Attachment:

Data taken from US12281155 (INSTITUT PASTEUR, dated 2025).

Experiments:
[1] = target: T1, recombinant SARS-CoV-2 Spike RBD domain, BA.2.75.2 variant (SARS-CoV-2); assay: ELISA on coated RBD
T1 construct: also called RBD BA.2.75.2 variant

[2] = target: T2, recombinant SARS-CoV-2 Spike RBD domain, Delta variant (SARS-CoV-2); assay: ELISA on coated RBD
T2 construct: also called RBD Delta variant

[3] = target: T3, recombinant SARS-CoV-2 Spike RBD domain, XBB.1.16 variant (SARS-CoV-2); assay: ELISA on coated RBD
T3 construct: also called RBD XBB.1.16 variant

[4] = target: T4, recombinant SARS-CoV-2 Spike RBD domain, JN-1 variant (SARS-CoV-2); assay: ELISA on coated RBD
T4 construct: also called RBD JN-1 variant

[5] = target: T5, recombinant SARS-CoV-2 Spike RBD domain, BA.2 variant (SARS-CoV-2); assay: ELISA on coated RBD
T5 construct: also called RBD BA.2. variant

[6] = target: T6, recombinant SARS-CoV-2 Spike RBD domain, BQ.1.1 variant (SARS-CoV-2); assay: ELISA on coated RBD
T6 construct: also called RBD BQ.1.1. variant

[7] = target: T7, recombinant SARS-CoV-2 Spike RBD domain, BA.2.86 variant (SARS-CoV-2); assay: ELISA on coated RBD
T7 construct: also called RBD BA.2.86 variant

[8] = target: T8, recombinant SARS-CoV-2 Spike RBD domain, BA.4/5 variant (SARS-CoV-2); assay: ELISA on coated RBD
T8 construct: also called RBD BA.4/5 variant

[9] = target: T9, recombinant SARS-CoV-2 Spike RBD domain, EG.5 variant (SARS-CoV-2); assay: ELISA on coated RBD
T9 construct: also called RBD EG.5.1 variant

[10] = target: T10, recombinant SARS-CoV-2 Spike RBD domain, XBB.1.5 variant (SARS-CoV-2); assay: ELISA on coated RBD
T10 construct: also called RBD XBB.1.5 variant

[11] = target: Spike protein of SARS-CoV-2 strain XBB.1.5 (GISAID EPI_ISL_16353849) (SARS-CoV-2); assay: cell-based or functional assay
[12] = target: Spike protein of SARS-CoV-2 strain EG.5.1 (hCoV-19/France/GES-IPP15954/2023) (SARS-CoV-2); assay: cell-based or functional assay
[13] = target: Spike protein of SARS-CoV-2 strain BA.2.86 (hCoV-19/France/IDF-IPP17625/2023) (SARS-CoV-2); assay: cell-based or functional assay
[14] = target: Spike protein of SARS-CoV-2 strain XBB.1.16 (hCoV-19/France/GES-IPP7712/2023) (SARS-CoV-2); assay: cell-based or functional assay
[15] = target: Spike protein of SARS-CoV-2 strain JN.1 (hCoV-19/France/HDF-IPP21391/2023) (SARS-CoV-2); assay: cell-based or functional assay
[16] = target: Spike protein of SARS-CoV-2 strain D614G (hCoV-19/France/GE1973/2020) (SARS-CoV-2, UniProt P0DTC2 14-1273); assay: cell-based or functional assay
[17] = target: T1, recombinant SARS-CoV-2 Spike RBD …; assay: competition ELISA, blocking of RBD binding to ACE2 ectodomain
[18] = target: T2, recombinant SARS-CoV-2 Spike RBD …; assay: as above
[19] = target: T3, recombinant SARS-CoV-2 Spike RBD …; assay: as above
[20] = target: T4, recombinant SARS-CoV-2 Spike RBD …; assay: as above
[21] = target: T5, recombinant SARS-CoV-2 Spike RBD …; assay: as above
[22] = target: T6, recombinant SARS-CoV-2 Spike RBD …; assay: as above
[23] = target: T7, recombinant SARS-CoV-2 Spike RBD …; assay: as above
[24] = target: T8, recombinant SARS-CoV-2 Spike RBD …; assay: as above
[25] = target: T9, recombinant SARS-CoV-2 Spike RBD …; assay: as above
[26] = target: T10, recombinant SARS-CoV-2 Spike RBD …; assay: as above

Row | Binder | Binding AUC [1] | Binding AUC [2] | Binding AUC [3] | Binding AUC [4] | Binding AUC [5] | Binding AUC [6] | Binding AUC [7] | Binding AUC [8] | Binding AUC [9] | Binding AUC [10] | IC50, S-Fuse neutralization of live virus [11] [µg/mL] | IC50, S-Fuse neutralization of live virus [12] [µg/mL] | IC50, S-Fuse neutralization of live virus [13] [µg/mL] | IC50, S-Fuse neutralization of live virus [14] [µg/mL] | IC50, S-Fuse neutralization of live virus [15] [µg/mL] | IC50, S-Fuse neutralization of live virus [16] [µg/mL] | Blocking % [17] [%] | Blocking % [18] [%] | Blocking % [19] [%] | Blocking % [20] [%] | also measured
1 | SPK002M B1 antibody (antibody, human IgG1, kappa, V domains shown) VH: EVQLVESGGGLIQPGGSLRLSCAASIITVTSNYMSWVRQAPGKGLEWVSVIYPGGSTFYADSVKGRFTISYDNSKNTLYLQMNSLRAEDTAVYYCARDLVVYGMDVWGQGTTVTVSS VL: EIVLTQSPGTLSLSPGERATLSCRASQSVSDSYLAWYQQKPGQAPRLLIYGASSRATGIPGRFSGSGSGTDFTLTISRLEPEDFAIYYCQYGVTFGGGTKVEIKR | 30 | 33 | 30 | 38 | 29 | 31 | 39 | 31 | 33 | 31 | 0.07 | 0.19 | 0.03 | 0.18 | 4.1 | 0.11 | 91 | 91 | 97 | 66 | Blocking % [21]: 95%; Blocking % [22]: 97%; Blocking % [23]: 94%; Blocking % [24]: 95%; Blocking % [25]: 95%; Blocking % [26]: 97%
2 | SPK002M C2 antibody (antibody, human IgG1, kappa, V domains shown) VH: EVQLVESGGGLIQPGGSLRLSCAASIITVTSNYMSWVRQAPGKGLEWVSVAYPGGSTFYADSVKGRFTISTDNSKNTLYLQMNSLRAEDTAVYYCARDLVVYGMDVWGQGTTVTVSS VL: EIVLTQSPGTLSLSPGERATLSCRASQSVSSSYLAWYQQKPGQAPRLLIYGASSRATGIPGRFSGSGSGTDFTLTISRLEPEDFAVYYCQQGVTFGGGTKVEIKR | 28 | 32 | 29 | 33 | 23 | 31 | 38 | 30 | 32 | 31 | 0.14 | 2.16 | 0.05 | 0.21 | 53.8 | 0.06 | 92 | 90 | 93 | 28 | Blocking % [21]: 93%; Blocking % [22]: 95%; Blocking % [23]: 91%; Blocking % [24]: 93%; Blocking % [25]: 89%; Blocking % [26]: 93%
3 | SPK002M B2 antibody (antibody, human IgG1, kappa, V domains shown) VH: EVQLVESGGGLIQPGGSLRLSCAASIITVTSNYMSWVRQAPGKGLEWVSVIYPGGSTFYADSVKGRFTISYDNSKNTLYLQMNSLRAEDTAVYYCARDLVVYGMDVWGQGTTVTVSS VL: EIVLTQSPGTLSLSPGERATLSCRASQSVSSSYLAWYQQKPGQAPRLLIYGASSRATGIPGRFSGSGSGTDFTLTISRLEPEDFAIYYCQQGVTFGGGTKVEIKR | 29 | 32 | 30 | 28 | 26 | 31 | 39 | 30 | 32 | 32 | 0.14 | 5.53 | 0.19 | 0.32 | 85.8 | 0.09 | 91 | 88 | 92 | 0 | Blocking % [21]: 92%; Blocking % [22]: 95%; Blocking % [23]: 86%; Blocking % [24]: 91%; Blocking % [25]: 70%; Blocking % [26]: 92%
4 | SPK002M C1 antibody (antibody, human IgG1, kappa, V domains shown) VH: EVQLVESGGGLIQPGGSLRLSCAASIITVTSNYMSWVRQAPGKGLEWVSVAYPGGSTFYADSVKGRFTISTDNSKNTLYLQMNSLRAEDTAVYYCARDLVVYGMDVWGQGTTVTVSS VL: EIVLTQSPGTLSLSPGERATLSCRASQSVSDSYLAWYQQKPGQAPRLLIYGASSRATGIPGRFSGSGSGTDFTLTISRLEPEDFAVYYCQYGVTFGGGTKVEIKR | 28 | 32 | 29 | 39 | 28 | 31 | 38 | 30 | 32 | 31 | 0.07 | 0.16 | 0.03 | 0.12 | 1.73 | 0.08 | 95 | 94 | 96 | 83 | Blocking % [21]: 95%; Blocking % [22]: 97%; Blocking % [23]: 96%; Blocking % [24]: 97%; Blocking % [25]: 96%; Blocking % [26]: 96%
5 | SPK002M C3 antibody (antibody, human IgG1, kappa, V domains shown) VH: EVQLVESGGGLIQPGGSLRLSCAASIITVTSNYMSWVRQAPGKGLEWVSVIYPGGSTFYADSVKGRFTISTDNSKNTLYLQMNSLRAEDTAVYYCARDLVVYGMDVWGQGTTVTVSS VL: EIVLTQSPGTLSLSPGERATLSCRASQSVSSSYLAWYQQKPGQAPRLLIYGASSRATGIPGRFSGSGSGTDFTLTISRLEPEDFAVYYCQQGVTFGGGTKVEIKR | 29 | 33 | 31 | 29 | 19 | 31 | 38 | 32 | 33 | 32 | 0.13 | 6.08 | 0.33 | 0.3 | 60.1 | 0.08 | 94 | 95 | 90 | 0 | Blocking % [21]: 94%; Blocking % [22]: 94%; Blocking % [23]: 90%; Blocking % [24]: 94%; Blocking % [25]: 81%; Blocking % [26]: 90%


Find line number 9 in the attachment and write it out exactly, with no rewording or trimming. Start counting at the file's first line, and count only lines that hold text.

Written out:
[4] = target: T4, recombinant SARS-CoV-2 Spike RBD domain, JN-1 variant (SARS-CoV-2); assay: ELISA on coated RBD